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…and then chose some hand dyed stranded silk with a wonderful sheen for the flowers and a bluey green cotton thread which was a good match for the foliage. I’ve no idea where the green came from – I found literally one needle full in a tangle of oddments and was sweating the whole time I was stitching that I would have enough!

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The silver tone locket was a perfect setting.

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And it too, is available here in my Etsy shop with free UK postage and packing.

And a quick update – the Singer 28 is now with its new owner and she loves it. I think the lady from Number 12 would have been pleased…

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Cleaning a load of broken vintage jewellery the other day I immediately spotted two obvious opportunities for upcycling in the form of the two brooches in the middle, both missing the central focal stone.

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And both crying out for ribbon roses! First the gold and pink diamante brooch.

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This has a silk ribbon rose stitched onto coloured pelmet vilene with nested detached chain stitch leaves and a shiny rayon french knot nestled in its heart. Available in my Etsy shop here.

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If the round brooch was small, the bar brooch is even smaller, with the central bezel tray I was looking to fill measuring just over 1cm wide!

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Time to scale down to 2mm wide silk ribbon and single strands of silk thread to create a tiny spray. I love the way this turned out – even though I know it’s stitched, at first glance it looks like micromosaic!

Also available in my Etsy shop here.

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I was playing with some scraps of upcycled felt a while ago that I’d made in the washing machine from some 100% wool garments that were past wearing. I added some broken jewellery pieces and a kilt pin that had been part of a job lot of broken/unwanted jewellery and came up with this little pendant brooch.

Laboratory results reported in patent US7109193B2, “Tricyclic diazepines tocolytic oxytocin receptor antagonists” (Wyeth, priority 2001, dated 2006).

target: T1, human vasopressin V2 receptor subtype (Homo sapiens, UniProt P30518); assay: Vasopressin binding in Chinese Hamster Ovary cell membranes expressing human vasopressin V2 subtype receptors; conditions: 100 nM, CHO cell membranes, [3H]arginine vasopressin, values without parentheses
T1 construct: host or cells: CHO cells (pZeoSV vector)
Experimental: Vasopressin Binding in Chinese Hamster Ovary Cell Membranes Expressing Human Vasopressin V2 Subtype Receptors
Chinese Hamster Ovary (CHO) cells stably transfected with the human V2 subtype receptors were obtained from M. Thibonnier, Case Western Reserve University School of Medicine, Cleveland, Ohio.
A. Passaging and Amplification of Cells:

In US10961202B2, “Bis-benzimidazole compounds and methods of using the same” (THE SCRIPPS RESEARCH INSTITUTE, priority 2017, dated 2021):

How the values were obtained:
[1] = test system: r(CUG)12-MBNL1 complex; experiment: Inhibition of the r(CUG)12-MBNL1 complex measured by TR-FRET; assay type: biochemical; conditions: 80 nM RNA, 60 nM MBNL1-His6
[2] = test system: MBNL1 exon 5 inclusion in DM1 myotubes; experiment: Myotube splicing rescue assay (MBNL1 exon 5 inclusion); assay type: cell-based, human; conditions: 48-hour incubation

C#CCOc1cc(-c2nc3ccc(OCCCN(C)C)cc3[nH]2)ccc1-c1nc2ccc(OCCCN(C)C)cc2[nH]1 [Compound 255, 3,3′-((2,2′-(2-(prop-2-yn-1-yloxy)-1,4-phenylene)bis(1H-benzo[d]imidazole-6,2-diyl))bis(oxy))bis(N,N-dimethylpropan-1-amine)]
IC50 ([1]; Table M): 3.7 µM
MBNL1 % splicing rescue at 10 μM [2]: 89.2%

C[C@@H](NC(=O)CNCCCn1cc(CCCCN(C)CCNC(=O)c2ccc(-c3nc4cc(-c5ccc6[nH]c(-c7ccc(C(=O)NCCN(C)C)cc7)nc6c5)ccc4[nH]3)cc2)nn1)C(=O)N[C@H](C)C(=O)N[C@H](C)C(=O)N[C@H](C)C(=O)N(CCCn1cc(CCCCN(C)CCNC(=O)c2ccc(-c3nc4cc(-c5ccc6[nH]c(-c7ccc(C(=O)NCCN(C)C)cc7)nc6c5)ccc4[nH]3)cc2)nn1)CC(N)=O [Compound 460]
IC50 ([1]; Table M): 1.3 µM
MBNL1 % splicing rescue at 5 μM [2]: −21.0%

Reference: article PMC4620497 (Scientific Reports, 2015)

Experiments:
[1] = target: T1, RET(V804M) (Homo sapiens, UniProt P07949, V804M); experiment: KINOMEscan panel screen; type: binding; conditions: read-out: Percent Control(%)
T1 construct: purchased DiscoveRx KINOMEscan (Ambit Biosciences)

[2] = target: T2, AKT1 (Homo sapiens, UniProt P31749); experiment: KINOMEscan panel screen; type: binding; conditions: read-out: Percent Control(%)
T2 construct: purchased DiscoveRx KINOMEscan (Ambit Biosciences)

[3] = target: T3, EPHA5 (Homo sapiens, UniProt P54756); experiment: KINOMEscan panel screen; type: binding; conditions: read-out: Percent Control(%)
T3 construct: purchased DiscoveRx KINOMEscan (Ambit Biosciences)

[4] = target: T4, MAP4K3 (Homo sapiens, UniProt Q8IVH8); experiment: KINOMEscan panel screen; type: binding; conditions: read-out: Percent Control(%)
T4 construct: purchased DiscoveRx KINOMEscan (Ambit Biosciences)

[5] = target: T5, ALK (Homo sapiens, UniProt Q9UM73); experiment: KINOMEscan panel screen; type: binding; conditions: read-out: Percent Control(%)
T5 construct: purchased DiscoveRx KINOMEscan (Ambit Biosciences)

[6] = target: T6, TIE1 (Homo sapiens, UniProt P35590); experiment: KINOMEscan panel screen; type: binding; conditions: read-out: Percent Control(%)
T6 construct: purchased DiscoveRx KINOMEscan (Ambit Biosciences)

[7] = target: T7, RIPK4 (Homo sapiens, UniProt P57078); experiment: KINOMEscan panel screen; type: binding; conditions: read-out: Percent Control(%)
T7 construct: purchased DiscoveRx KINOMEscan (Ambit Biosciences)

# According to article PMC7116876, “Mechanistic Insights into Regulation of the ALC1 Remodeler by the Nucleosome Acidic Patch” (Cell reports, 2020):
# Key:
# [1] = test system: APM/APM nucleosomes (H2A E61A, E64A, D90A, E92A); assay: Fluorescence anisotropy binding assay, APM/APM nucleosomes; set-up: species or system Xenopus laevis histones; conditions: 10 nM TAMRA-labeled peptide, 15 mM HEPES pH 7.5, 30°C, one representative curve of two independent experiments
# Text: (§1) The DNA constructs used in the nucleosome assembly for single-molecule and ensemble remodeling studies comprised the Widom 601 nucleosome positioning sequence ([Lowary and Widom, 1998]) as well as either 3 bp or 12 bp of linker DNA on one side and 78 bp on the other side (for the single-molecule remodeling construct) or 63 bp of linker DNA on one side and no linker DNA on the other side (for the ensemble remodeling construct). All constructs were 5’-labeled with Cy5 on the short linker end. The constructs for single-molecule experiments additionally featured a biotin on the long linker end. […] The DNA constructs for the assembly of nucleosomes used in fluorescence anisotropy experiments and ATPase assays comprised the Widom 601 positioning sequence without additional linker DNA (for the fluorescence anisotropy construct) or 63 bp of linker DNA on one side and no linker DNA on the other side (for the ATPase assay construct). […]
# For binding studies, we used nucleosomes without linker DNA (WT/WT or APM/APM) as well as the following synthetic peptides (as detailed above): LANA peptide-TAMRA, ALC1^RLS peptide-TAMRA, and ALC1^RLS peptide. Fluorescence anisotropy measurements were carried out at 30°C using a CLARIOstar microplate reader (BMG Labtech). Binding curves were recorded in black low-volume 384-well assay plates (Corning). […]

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From this brooch came the idea for a workshop and some more samples. Firstly, an octagonal piece of broken earring, a scrap of felt and sheaf stitch, detached chain stitch and french knots in a funky variegated thread became this brooch. Finished off with beaded blanket stitch around the edges and blanket stitch to attach it to the pin.

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I realised that some little metal tags from my found objects box looked like the bodies of fish and so I started another sample, stitching them down with long and short stitch to create flamboyant tails.

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Palestrina and feather stitch creates fronds of seaweed and also helps hold the ‘bodies’ of the fish in place, and french knots form the sea bed.

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I like all my samples, but those fishes have a special place in my heart – they came out exactly as I’d imagined them!

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Being the Dame’s Dresser in pantomime involves nice quiet periods in between bouts of frantic physical activity where I am trying to haul one costume (including wig, jewellery, shoes etc.) off a huge burly bloke while trying to simultaneously shove him into his next frock and wig. So once I’ve tidied up the chaos and returned the changing room to a temporarily Zen-like place of calm, I get to stitch.

Ribbon roses at the beginning of the week for my Stitch Zone ribbon embroidery workshop the next Monday. As I was working under dressing room lights the colours aren’t great, but it’s purples and lilacs on a indigo dyed scrap of cotton.

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Then ribbon stitch leaves around the french knot buds and closed fly stitch leaves.

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Finally completing it with some tendril-like stems at the ends in split stitch and a couple more fly stitch leaves.